Lessons from Being a TA
A routine question that I received while at Launch School was, “How did you become a TA?” Looking back, it was a favorite part of my time there and I loved every second of it. Still, my answer to “how” is a bit of a let-down: it just kind of happened.
Despite coming from an education background, I had no aspirations to be a TA. I was switching careers after all, not trying to blend them. But I knew that studying with, helping, and teaching others was the best way for me to learn, so it was only a matter of time. Chris noticed and the rest is history.
When I was a high school English teacher, I’d tell aspiring teachers that I learned 75%+ of what I knew by just being a teacher. I had great college professors who gave me an excellent example, but even they would say, you’ll figure it out in your own classroom.
Reflecting on my time as a TA at Launch School, I realize there are truths that transcend high school English and Ruby fundamentals. They’re lessons on how to share information in countless contexts. Here are a few.
Good Analogies Demystify
I’m a sucker for a good analogy, and I strongly believe that the simpler you can explain something, the better you understand it. Analogies are an excellent vehicle for that to be proven.
The purpose of analogies and parables intersect: use something familiar to explain something that is unfamiliar.
When teaching Ruby fundamentals, two of my most common analogies were:
Variable shadowing is like the ripples caused by a stone hitting the water. The rings start close and work their way outwards. When you ask Ruby to use a variable called
name, it will look closest first. If it can’t find it, it’ll keep looking further and further away until it finds
name or until it hits its limit (depends on the context). If variable
name is found in the first ring, it doesn’t keep looking for it (even if it exists in outer rings). So you have to ensure the closest ring with
name is the
name that you want.
Parameters are your brother and your friend. You can have someone in your life that is both your brother and your friend. Depending on the context, you’ll refer to him as one or the other. When defining methods or blocks, you’ll refer to them as parameters. But inside the definition or the invocation, you’ll refer to the same thing as local variables. Same element, different hat, depending on the context.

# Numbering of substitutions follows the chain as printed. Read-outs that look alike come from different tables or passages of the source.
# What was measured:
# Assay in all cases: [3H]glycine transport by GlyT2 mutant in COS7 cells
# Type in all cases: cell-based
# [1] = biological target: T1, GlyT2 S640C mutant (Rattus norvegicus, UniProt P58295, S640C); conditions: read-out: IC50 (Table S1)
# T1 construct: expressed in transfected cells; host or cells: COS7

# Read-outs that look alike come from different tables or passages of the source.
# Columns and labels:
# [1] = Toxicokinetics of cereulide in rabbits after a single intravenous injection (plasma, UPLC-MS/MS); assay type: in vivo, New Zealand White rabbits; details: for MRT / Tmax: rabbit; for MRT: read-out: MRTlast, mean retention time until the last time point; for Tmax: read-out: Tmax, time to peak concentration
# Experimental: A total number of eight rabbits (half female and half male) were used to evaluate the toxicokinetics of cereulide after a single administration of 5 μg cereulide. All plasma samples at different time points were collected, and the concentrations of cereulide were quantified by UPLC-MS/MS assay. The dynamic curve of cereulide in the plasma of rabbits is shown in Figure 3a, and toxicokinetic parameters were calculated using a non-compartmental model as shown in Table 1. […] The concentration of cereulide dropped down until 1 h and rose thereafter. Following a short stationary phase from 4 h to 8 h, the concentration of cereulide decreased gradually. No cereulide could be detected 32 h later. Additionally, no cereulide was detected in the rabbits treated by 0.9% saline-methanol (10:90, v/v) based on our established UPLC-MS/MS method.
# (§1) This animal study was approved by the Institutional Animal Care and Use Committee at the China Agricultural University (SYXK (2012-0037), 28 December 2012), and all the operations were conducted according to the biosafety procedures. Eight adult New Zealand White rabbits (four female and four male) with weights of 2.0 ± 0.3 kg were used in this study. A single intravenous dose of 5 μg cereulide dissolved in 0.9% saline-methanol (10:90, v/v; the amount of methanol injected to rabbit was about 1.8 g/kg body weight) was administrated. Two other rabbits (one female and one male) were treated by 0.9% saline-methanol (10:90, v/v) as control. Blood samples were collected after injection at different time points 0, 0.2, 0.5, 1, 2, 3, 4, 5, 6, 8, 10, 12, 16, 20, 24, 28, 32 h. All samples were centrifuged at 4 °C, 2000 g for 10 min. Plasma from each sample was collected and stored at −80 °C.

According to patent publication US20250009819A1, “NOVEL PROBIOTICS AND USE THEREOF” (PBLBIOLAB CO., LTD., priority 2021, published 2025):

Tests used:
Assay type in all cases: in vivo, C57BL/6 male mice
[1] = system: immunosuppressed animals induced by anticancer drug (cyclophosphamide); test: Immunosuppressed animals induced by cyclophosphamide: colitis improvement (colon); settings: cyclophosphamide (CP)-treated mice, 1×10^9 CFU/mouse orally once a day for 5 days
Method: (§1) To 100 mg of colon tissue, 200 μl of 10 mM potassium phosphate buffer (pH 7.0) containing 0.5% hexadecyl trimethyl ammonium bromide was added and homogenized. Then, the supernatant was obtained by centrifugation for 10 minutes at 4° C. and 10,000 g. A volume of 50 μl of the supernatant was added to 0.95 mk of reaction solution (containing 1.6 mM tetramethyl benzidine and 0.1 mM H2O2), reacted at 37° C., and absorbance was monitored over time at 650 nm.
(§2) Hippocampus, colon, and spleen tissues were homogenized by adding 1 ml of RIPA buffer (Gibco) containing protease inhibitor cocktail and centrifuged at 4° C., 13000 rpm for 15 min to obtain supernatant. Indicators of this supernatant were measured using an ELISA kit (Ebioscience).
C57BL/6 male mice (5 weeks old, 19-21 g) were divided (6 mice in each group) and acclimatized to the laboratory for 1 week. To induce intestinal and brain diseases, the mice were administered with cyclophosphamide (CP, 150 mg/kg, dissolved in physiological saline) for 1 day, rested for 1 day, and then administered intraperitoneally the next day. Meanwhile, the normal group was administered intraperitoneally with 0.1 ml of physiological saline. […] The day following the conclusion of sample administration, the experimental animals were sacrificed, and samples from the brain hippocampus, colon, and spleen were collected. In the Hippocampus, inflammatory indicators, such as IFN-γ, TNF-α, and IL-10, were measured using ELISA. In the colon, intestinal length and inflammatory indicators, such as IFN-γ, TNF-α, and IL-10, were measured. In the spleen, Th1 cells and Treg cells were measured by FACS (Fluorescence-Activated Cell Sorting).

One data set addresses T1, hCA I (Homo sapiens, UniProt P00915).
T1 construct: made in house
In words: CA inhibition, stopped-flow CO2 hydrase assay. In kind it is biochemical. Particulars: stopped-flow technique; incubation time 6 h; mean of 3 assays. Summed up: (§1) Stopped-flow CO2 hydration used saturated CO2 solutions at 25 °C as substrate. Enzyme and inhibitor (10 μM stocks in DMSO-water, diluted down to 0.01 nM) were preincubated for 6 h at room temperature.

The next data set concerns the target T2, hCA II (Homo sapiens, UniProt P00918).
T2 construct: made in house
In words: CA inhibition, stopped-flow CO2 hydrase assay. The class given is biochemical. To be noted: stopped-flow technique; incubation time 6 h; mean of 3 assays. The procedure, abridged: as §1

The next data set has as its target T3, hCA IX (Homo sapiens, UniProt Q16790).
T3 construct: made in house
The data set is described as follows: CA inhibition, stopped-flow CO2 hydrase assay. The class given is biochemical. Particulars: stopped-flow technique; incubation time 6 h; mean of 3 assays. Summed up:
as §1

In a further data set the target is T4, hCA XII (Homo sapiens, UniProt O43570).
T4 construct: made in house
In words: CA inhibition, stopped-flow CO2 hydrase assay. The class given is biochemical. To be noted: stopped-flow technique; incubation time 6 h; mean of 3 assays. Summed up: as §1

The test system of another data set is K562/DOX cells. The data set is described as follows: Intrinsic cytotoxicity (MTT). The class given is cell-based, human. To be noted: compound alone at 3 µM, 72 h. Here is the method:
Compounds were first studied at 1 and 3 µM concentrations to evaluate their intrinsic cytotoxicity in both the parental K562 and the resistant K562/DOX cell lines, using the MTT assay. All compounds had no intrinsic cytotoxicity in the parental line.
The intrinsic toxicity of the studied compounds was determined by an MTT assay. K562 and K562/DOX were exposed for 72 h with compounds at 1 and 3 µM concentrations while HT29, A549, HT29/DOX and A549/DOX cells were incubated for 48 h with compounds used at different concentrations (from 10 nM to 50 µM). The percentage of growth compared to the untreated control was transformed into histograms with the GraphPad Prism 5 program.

Explaining pointers involved a lot of hand motions and fingers pointing in different directions. That’s one of my favorites to explain.
It’s not only important to be a software engineer with precise language, but it is important to teach with precise language.
When teaching analogies and metaphors to a freshmen English class, it’s important to say they’re distinguished by how the comparison is done. Did you say “like” or “as” or did you say it just “is” something? Katy Perry’s “Firework” was one of the examples on the board, yes. (the chorus is a metaphor btw)
I love line numbers in programming because they allow you to be precise without giving away the answer. “What is the purpose of line 4?” “What is happening on line 2, and what is the purpose of the first and second word there?”
When explaining, then, you have the responsibility to be just as precise. Output is not the same as return value, what a block evaluates to is not the same thing as what it returns, and using a method isn’t the same thing as understanding what it does.
When people ask what words mean, explain it as simply and succinctly as possible. Answering exhaustively rarely helps people in the long run.
What is the return value? In Ruby, it’s what is being returned implicitly or explicitly. It’s what would be printed to the console if you were to print the method invocation, the variable, etc.
What is the output? In Ruby, it’s what is printed to the console. Sometimes it’s nothing because sometimes nothing is output.
Teach with Respect
In my first years of teaching high school, I was told to toughen up and be harsher otherwise the students would walk all over me. I tried a different approach. I was respectful before they were respectful.
Don’t misunderstand — I didn’t let them push me around. I mostly ignored their rude comments or asked them why they thought that was a good approach. I didn’t belittle or disrespect in response. Did it take time? Absolutely. But they felt respected (because they were) and they respected me in turn, even when they didn’t like how long the essays were, thought my standards were too high, or they didn’t like the book we were reading.
I’d say it’s easier to respectfully teach adults, but I’ve also been the recipient of some pretty condescending instruction as an adult. A lot of it comes down to tone of voice and word choice, but I think that is often shaped by the belief of the teacher. If you think the person you’re teaching is dumb, you’re probably going to have a hard time hiding it.
A teacher is not a better person than a student. They’re not necessarily smarter than the student, wiser, or more experienced. They just have more knowledge about something. Not even everything. Keeping that in mind brings a level of humility to teaching. It brings us closer to reality and makes it easier to teach with respect.
Say “I Don’t Know”
The vast majority of people don’t hold that sentence against you. They respect it. Nobody knows everything, so it’s okay to not pretend to be the exception.
I believe all good teachers are teachable. There are plenty of people who are better at sharing information than receiving it; but that automatically limits their capacity to teach, because it limits their capacity to learn.
I still love teaching and I’m sure I always will. Working with others, exchanging information and ideas, is one of the most challenging and rewarding ways to learn and grow. I’m intensely grateful for my time as a TA at Launch School. LS community, thank you for being who you are. You’re a gift to be a part of.